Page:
C10 S/(d1 -Δd)             (3)

C20 S/(d2 -Δd)             (4)

Further, where an oscillation frequency of the oscillating circuit 31 when the change-over switch 34 is changed over to the switching contact 34a side is represented by f1 and another oscillation frequency of the oscillating circuit 31 when the change-over switch 34 is changed over to the other switching contact 34b side is represented by f2, they are given respectively by ##EQU1## In the equations (5) and (6) above, R1 is a resistance value of the resistor 37, R2 a resistance value of the resistor 35, and R3 a resistance value of the resistor 36.

If an example is given, where the distance d1 between the electrode plates 18 and 21 is 0.9 mm, the distance d2 between the electrode plates 19 and 21 is 0.6 mm, the area S of an opposing face of the electrode plate 19 is 46 cm, the amount Δd of distortion is 0.3 mm, the resistance value R1 is 72 kΩ, the resistance value R2 is 5.1 kΩ and the resistance value R3 is 12 kΩ, the frequency f1 is 231 kHz and f2 is 347 kHz.

Here, R3 /4R1 R2 is substituted for K (in the case of the example described above, 0.81510-5), and substituting the equations (1) and (3) into the equation (5) and the equations (2) and (4) into the equation (6), respectively, we obtain ##EQU2## In accordance with the equations thus obtained, the microprocessor 38 calculates differences and sums between the oscillation frequencies f1 and f2. The differences are then divided by the sums to obtain results M, which are thus given by ##EQU3## Thus, since Δd is an amount of distortion of the distortion yielding member 13 caused by a load applied thereto, a measured weight value can be calculated if M is found out.

Accordingly, with the electronic weighing instrument, as the change-over switch 34 makes alternate changing over operations at predetermined intervals of time in response to controlling signals from the microprocessor 38, the frequencies f1 and f2 are outputted alternately in a predetermined cycle from the oscillating circuit 31.

The microprocessor 38 thus fetches the frequencies f1 and f2 alternately and makes calculating operations with them. Where the frequency when the switching contact 34a side of the change-over switch 34 is turned on for the nth time is represented by f1 (n), the frequency when the switching contact 34b side is turned on for the n+1th time is represented by f2 (n+1), the frequency when the switching contact 34a side is turned on again for the n+2th time is represented by f2 (n+2), the frequency when the switching contact 34b side is turned on for the n+3th time is represented by f2 (n+3), the frequency when the switching contact 34a side is turned on for the n+4th time is represented by f1 (n+4), and so on as illustratively shown in FIG. 3, the microprocessor 38 makes a following calculation ##EQU4## at first for the n+1th time to obtain a measured weight value, which is subsequently indicated on the display unit 40.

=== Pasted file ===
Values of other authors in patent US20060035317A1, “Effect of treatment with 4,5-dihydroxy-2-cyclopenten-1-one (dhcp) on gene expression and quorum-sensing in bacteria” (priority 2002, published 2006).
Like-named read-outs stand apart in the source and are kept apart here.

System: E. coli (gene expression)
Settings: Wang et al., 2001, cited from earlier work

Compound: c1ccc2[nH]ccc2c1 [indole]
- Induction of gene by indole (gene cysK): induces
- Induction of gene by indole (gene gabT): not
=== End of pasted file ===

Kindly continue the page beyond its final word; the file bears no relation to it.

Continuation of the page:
Then for the n+2th time, the microprocessor 38 makes a following calculation ##EQU5## to obtain a measured weight value, which is indicated on the display unit 40.

Further for the n+3th time, the microprocessor 38 makes a following calculation ##EQU6## to obtain a measured weight value, which is indicated on the display unit 40.

For the n+4th time, the microprocessor 38 makes a following calculation ##EQU7## to obtain a measured weight value, which is indicated on the display unit 40.

In this manner, each time the change-over switch 34 is changed over, the microprocessor 38 fetches a frequency from the oscillating circuit 31, calculates a difference and a sum between the frequency and another frequency fetched for the preceding time, and divides the difference by the sum to obtain a measured weight value.

Since the first capacitor C1 and the second capacitor C2 can be changed over by the change-over switch 34 to fetch a frequency from the single oscillating circuit 31 in this manner, the electronic weighing instrument may include only one oscillating circuit.

Further, since only changing over of the capacitors is effected in the single oscillating circuit 31, the rates ε of change in oscillation frequency caused by environmental conditions such as a temperature or a humidity are substantially equal to eahc other at the frequencies f1 and f2.

Besides, since the calculating processing of ##EQU8## is executed by the microprocessor 38 in order to finally obtain a measured weight value, an influence on a measured weight value of the rate ε of change can be removed with certainty.

Moreover, since the frequencies f1 and f2 are oscillated and outputted only upon changing over of the switch 34, comparing with an alternative electronic weighing instrument wherein the two frequencies are always outputted, there is no interference between the two frequencies and there is no necessity of taking measures to electrically isolate oscillating circuits nor capacitors for the different frequencies from each other.

In addition, since the single electrode plate 21 can be used commonly for the capacitors C1 and C2, the number of electrode plates can be reduced by one.